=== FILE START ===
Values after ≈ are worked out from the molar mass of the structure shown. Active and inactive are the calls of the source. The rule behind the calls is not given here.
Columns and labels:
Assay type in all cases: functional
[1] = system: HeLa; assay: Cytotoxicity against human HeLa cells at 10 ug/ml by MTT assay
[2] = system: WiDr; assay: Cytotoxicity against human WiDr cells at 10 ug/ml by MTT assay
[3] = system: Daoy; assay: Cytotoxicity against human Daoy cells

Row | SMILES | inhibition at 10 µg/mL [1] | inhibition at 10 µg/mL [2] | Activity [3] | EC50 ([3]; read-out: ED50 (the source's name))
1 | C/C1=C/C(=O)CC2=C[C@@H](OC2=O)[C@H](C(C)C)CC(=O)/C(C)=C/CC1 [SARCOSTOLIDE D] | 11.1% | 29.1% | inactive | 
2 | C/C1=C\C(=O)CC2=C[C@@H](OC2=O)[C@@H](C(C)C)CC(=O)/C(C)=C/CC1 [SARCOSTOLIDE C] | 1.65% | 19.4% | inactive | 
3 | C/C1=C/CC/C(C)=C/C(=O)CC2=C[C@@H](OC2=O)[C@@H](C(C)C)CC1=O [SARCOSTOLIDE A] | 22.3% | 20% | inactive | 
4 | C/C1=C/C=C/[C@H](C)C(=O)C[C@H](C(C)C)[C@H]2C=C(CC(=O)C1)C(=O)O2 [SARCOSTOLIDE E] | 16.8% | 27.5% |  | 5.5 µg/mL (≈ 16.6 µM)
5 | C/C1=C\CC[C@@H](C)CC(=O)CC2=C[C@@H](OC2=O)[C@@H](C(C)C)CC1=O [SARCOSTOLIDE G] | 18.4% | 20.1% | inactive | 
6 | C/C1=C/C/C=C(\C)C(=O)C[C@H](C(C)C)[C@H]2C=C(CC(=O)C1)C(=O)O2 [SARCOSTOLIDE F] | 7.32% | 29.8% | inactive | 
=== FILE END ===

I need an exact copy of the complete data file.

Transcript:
Values after ≈ are worked out from the molar mass of the structure shown. Active and inactive are the calls of the source. The rule behind the calls is not given here.
Columns and labels:
Assay type in all cases: functional
[1] = system: HeLa; assay: Cytotoxicity against human HeLa cells at 10 ug/ml by MTT assay
[2] = system: WiDr; assay: Cytotoxicity against human WiDr cells at 10 ug/ml by MTT assay
[3] = system: Daoy; assay: Cytotoxicity against human Daoy cells

Row | SMILES | inhibition at 10 µg/mL [1] | inhibition at 10 µg/mL [2] | Activity [3] | EC50 ([3]; read-out: ED50 (the source's name))
1 | C/C1=C/C(=O)CC2=C[C@@H](OC2=O)[C@H](C(C)C)CC(=O)/C(C)=C/CC1 [SARCOSTOLIDE D] | 11.1% | 29.1% | inactive | 
2 | C/C1=C\C(=O)CC2=C[C@@H](OC2=O)[C@@H](C(C)C)CC(=O)/C(C)=C/CC1 [SARCOSTOLIDE C] | 1.65% | 19.4% | inactive | 
3 | C/C1=C/CC/C(C)=C/C(=O)CC2=C[C@@H](OC2=O)[C@@H](C(C)C)CC1=O [SARCOSTOLIDE A] | 22.3% | 20% | inactive | 
4 | C/C1=C/C=C/[C@H](C)C(=O)C[C@H](C(C)C)[C@H]2C=C(CC(=O)C1)C(=O)O2 [SARCOSTOLIDE E] | 16.8% | 27.5% |  | 5.5 µg/mL (≈ 16.6 µM)
5 | C/C1=C\CC[C@@H](C)CC(=O)CC2=C[C@@H](OC2=O)[C@@H](C(C)C)CC1=O [SARCOSTOLIDE G] | 18.4% | 20.1% | inactive | 
6 | C/C1=C/C/C=C(\C)C(=O)C[C@H](C(C)C)[C@H]2C=C(CC(=O)C1)C(=O)O2 [SARCOSTOLIDE F] | 7.32% | 29.8% | inactive | 